How European banks may be further harming threatened species
Aside from the Unearthed report, a new study from the Environmental Investigation Agency (EIA) has linked 62 banks and financial institutions, including some in Europe, to harming threatened animal species.
The report states that the banks have invested in three companies that produce traditional Chinese medicine, using leopard and pangolin parts. Both animals are classified as highly threatened species – a stone’s throw from being considered endangered.
UBS is once again named as having invested in the companies, but so are UK lender HSBC and Germany’s Deutsche Bank. All three are members of The Royal Foundation’s United for Wildlife (UfW) Financial Taskforce, which was launched in 2018 to stop the trafficking of wildlife, according to the report.
While HSBC and Deutsche Bank are not direct investors in the Chinese companies according to the report, they are linked to them via asset management companies. They claim that these investments came about through passive funds – a type of automatic investment, that is channelling money in shares based on a linked index, the BBC reports.
UBS has not responded to a request for comment.
Both the EIA and Unearthed reports are just two of many which claim to shed light on the impact that major banks’ business practices have on the environment.
The worsening dangers of climate change have prompted investors and companies across the globe to increasingly turn towards green financial products, including green bonds, and present themselves as sustainable businesses that care about the environment.
Yet the concept of greenwashing – which refers to when a company makes misleading claims about the positive effect it has on the environment – is looming large too.
The number of instances of greenwashing by banks and financial service companies around the world has risen by 70% in the past 12 months, according to RepRisk, a Swiss environmental, social and corporate governance data provider.
EU to put a stop to greenwashing
The European Union is hoping to stem the flow of greenwashing with its new European Green Bond Regulation, which is due to come online in 2024.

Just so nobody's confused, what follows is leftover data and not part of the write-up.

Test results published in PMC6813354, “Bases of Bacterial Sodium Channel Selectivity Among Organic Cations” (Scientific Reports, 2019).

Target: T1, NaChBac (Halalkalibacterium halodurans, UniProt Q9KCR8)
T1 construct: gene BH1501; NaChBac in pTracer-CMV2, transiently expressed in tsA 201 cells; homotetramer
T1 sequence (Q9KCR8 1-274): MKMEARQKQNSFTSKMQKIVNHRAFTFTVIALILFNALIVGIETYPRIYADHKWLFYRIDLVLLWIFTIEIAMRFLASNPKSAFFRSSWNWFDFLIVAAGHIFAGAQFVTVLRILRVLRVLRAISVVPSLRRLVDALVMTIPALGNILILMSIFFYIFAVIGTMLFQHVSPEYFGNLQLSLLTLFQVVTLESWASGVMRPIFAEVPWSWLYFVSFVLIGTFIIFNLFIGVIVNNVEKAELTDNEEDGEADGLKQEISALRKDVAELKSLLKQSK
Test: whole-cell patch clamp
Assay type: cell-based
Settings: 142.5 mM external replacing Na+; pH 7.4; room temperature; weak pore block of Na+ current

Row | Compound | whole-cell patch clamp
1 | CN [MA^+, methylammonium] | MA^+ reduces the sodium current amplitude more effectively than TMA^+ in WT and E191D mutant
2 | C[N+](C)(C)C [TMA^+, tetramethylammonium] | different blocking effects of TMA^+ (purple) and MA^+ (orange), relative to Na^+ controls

It will introduce legal sanctions for any misleading business practices related to sustainability and the environment.
The newly-approved rules against greenwashing in the bond market include a registration system and supervisory framework.
Under the new regulations, companies issuing green bonds will have to disclose more information about their practices with special regards to show how these investments feed into the companies’ plans to transition to a net zero carbon emissions economy.
The new law also specifies that at least 85% of funds raised would have to be allocated to activities that are sustainable according to EU law.
At the same time, the European Banking Authority will require banks to publish their so-called green asset ratio, a percentage of environmentally sustainable assets, in their books.
A common classification system – the EU’s taxonomy – will define what makes a ‘green’ asset.
Swiss banks campaign for self-regulation
The EU isn’t alone in wanting to regulate greenwashing: Reuters reports that the Swiss government will consider the matter as part of a plan to introduce overall state regulation on sustainable finance in the country.
Switzerland, a huge centre for asset and wealth management, accounted for sustainable investments totalling around 1.6 trillion Swiss francs (€1.69 trillion) in 2022, according to industry association Swiss Sustainable Finance.
The Swiss Bankers Association, which represents lenders like UBS and Julius Baer as well as Switzerland’s smaller banks, wants to continue with self-regulation rather than be subject to tighter government rules, according to Reuters.
UBS, the country’s biggest bank with $5.5 trillion in invested assets, also supports self-regulation, saying it sets a “minimum standard”.
“There is a wave of regulation coming to Swiss banks…it will really hit (them),” said Daniel Schmid Perez of banking consultancy ZEB.
He estimates the total cost for lenders to adjust their processes would be around 100 million to 200 million francs. Yet many consider the cost worth it to boost sustainability in the effort to avoid climate disaster.